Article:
You are of course welcome to your own opinion and interpretation. But the exact scenario you just described as “ignored” was discussed extensively here and on Reddit.


By us, not Wyze… The literal point of my comments. I rest my case.


Uh, two of the participants are Wyze employees? Guess that case is resting a little uneasily?


Wyze is literally responding to your rants. Right now.


Please add a mechanism to send email to the account owner when an unrecognized device signs in. And please add a mechanism to list recognized devices and to revoke authorization tokens. It is annoying that Netflix has tighter access controls than Wyze does for private video streams.


Welcome to the community, @jamesdlin. You might be interested in this #wishlist topic.

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There are two security focused steps that Wyze can and should take. Both have been discussed above but I don’t recall any official response from Wyze. And both are glaringly missing from recent updates. Perhaps I missed them?

  1. A notification to the primary account of login attempts be they successful or unsuccessful.

Unsuccessful attempts should be limited to prevent brute force attacks. Perhaps a log accessible to the primary account owner?

It should not be an in app feature. Out of band only. This avoids cases where a DOS attack leaves your account locked.

  1. An authorized device list showing all devices/services that are logged into your Wyze account.

Should include the ability to individually or wholesale log devices/services out of your account and require them to re-login.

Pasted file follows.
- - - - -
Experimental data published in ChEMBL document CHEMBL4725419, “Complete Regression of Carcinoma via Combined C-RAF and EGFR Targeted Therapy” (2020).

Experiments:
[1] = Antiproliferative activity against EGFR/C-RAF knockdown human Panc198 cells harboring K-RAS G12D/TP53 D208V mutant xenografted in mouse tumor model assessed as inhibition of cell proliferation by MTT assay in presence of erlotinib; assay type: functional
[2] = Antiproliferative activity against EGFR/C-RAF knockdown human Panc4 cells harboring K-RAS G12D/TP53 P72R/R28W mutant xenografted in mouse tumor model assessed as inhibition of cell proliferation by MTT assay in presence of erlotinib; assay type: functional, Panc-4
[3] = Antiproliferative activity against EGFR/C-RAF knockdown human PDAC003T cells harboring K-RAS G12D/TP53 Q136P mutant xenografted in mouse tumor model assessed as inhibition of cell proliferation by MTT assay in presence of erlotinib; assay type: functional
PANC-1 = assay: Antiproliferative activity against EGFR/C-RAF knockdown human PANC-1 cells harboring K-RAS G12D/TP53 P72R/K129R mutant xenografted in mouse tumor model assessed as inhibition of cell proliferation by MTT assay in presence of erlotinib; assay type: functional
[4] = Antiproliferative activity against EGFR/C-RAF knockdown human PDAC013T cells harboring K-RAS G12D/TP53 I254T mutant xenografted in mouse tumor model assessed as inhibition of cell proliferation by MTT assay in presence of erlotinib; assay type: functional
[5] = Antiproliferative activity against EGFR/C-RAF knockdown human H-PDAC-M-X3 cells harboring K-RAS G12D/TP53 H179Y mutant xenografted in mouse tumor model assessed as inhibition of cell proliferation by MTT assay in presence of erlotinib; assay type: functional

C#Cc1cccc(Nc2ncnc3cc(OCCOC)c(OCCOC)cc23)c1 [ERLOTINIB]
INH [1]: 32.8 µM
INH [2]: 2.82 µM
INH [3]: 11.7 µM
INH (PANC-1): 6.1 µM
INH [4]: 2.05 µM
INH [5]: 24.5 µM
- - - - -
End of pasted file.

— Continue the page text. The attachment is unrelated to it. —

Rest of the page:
These are fairly standard abilities present in most iOT devices. Good examples are Ring, Google, and Amazon.


I think I’ve just been violated by Wyze. They’ve been stealing personal information from my phone, in addition to “person” log events. The wireless data generated in the last 30 days is currently at a whopping 45 gig, which is unprecedented for me as I normally average about 2 gigs a month. I just uninstalled their software altogether. They’ve lost my trust and a good customer.

Have you contacted support about this, using that much data is something that should be looked into.

WYZE Support

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Saturday 8 am - 4 pm PT


Agree with @WyzeJasonJ on contacting Wyze - something ain’t right!

Just for discussion, any more details?

How many cams? About how many motion events per day?

Were any of them left streaming an HD live feed across the internet to a different location for really long periods of time? (on purpose or by accident)

How many people at remote locations could or would be viewing the live feed(s) and/or reviewing any continuously recorded footage on the SD cards?

It sounds like you were using the stock Wyze firmware + app, and not doing something like a continuous RTSP feed to Blue Iris, etc at a remote location, correct?